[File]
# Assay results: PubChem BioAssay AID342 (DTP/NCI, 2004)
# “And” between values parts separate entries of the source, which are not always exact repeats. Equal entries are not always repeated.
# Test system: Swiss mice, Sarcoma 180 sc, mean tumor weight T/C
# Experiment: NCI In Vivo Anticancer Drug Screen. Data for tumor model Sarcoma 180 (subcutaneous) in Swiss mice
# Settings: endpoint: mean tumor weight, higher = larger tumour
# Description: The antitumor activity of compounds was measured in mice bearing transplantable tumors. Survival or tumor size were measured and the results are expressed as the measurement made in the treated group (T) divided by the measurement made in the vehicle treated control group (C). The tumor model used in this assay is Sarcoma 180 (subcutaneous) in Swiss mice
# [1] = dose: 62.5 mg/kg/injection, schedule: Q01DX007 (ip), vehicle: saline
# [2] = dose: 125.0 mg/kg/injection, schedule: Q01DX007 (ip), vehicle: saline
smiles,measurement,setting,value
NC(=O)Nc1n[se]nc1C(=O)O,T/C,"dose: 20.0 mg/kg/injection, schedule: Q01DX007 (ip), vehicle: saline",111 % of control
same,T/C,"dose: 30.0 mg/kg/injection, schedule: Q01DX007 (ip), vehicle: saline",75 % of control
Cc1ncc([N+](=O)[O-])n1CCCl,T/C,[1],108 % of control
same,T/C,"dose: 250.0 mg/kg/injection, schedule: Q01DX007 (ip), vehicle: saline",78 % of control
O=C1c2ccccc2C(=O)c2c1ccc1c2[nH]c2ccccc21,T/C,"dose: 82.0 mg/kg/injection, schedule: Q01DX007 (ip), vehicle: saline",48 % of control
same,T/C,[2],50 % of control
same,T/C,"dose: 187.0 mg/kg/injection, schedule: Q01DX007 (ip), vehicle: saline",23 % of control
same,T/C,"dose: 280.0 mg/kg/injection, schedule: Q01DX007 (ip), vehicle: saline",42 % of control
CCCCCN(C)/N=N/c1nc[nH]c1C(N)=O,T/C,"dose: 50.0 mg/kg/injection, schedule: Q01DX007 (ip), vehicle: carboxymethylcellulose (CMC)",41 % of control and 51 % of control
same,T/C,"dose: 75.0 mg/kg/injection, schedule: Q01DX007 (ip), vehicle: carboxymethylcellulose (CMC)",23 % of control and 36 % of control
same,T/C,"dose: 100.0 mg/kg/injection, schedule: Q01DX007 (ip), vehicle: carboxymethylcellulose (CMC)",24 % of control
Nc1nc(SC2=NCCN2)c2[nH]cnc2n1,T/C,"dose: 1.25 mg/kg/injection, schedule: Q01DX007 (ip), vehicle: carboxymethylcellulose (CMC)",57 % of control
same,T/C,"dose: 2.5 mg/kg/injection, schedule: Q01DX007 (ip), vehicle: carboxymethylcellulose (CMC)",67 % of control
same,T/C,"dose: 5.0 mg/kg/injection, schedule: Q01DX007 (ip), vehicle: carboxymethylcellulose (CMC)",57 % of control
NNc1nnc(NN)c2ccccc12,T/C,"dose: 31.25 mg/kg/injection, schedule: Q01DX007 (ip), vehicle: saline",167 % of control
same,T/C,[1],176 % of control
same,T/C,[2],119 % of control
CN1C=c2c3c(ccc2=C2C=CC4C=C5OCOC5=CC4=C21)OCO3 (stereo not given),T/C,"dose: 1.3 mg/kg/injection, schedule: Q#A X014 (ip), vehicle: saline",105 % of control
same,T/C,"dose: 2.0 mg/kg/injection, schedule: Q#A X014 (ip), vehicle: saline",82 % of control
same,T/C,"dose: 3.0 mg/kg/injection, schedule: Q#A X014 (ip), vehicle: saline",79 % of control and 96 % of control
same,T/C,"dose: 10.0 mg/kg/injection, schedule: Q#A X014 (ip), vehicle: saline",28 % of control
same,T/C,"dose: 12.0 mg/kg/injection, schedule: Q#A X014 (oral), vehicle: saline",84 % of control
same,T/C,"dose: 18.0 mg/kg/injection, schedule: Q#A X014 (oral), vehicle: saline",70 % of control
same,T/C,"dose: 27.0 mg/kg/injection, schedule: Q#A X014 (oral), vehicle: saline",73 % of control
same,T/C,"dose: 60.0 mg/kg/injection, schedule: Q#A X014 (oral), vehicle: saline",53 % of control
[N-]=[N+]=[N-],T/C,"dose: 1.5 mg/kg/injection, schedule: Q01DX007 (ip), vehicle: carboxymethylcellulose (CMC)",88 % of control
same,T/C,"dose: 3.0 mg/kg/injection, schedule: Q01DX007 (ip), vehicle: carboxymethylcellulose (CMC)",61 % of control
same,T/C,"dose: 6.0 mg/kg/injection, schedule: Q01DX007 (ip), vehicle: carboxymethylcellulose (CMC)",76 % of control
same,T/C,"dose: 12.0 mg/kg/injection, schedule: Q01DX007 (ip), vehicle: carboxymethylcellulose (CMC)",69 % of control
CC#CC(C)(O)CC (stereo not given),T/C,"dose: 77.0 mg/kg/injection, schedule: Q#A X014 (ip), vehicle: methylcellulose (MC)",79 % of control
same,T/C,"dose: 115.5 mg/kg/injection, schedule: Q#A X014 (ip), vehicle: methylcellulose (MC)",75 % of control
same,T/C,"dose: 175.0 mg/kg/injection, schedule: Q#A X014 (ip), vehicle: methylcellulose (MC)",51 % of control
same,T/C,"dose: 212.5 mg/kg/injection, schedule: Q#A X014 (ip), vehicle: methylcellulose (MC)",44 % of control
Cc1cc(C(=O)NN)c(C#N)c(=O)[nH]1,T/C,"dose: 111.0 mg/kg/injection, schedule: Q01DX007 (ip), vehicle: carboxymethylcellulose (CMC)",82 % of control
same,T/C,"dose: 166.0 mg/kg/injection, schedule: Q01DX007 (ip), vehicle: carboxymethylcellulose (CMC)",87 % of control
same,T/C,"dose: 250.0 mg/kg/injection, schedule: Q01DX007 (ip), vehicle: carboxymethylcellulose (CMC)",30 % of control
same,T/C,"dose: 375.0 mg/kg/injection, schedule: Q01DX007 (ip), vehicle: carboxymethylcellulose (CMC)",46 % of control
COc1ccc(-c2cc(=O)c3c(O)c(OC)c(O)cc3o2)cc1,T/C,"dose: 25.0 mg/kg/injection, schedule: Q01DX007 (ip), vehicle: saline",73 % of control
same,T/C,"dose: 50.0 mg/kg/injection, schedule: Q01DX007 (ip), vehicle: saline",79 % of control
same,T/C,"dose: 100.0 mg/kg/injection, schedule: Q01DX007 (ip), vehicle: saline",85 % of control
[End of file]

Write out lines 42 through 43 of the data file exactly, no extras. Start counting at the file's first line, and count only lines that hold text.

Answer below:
same,T/C,"dose: 212.5 mg/kg/injection, schedule: Q#A X014 (ip), vehicle: methylcellulose (MC)",44 % of control
Cc1cc(C(=O)NN)c(C#N)c(=O)[nH]1,T/C,"dose: 111.0 mg/kg/injection, schedule: Q01DX007 (ip), vehicle: carboxymethylcellulose (CMC)",82 % of control